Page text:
California Voters Prepare for Super Tuesday

No “do-over” for voters who already mailed in ballots for Buttigieg, Klobuchar, or Steyer.

Grace Aitken, Co Editor-in-Chief

With Super Tuesday just one day away, drastic changes have altered the Democratic primary election. 

Three candidates have dropped out over the past two days. Former mayor Pete Buttigieg, Senator Amy Klobuchar, and billionaire Tom Steyer have all suspended their campaigns. Buttigieg came as a surprise to many, as he was one of the leading candidates among the field of presidential hopefuls. 

Klobuchar and Buttigieg are set to endorse Joe Biden, along with former candidate Beto O’Rourke. 

Some early voters have voted for a candidate that is no longer in the running, causing many  voters to question if they could revote in the Democratic primaries. 

People who have already filled out a vote-by-mail ballot and not sent it in can go to a local polling place and surrender their ballot. People that have already sent in a mail-in ballot or voted early at a polling place are not able to cast another vote. 

“I voted for Pete on Saturday, and he dropped out Sunday afternoon. It’s upsetting that my first vote no longer counts,” said senior Sage Groves. 

To win state-level delegates in a state, a candidate has to get 15% of the overall vote in that state. However, a candidate can also earn delegates by winning districts, even if they don’t meet the 15% threshold statewide. Even so, three candidates dropping out means that the remaining candidates are more likely to make the state threshold, possibly drastically changing the allocation of state-level delegates.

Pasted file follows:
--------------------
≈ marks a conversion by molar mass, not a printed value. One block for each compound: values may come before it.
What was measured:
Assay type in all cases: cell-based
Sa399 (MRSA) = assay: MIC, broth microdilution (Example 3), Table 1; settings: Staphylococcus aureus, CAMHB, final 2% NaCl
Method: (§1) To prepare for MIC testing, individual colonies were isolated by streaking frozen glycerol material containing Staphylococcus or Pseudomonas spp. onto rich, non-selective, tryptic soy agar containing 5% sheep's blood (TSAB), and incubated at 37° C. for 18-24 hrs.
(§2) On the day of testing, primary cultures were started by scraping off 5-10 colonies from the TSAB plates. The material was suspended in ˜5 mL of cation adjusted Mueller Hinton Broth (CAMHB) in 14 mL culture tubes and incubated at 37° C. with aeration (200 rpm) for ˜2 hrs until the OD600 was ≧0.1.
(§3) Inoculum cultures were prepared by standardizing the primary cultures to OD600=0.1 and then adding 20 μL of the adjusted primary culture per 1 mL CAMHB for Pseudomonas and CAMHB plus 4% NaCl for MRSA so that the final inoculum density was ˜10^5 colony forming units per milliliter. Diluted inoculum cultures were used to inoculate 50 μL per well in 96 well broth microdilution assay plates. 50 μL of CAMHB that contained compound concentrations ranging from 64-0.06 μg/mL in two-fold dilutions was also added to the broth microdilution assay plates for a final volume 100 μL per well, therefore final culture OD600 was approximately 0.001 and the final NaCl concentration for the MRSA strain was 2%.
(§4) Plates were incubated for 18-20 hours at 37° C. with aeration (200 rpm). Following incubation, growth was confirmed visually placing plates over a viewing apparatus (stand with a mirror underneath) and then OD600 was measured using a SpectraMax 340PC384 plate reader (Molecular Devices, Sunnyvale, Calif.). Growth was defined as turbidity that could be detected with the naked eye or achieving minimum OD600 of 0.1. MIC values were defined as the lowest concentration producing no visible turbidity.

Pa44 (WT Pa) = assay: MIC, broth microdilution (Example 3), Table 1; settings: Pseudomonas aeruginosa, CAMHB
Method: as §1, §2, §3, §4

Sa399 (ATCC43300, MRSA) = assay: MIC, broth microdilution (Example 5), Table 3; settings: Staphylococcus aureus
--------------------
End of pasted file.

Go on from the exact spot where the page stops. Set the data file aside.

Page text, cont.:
I voted for Pete on Saturday, and he dropped out Sunday afternoon. It’s upsetting that my first vote no longer counts,

— Sage Groves (12)

This is California’s first year as a Super Tuesday state, as in the past its primary has been held in June. Due to the extremely large population, it is likely to make or break a candidate. 

The congressional primary for the 49th district is between Democrat Mike Levin, the incumbent, and republican Brian Maryott. There are no other congressional candidates, and this election will be seen more as a forecast for the general election. Whichever candidate wins has the chance of receiving more funding from their respective national parties, possibly aiding their chances in the general. 

Proposition 13 is also being voted on in this primary election. This will provide for $15 billion in bonds to be allocated towards California public school districts. $9 billion is proposed to go towards preschool and K-12 schools, $4 billion for universities, and $2 billion for community colleges.

5 candidates are running for the 73rd  Assembly district. Incumbent Bill Brough has had a few campaign finance and sexual harassment scandals recently, and is being challenged by fellow republicans Laurie Davies and Ed Sachs. He is also being challenged by two Democrats, Scott Rhinehart and Chris Duncan. The top two candidates will be up for election for the seat in November.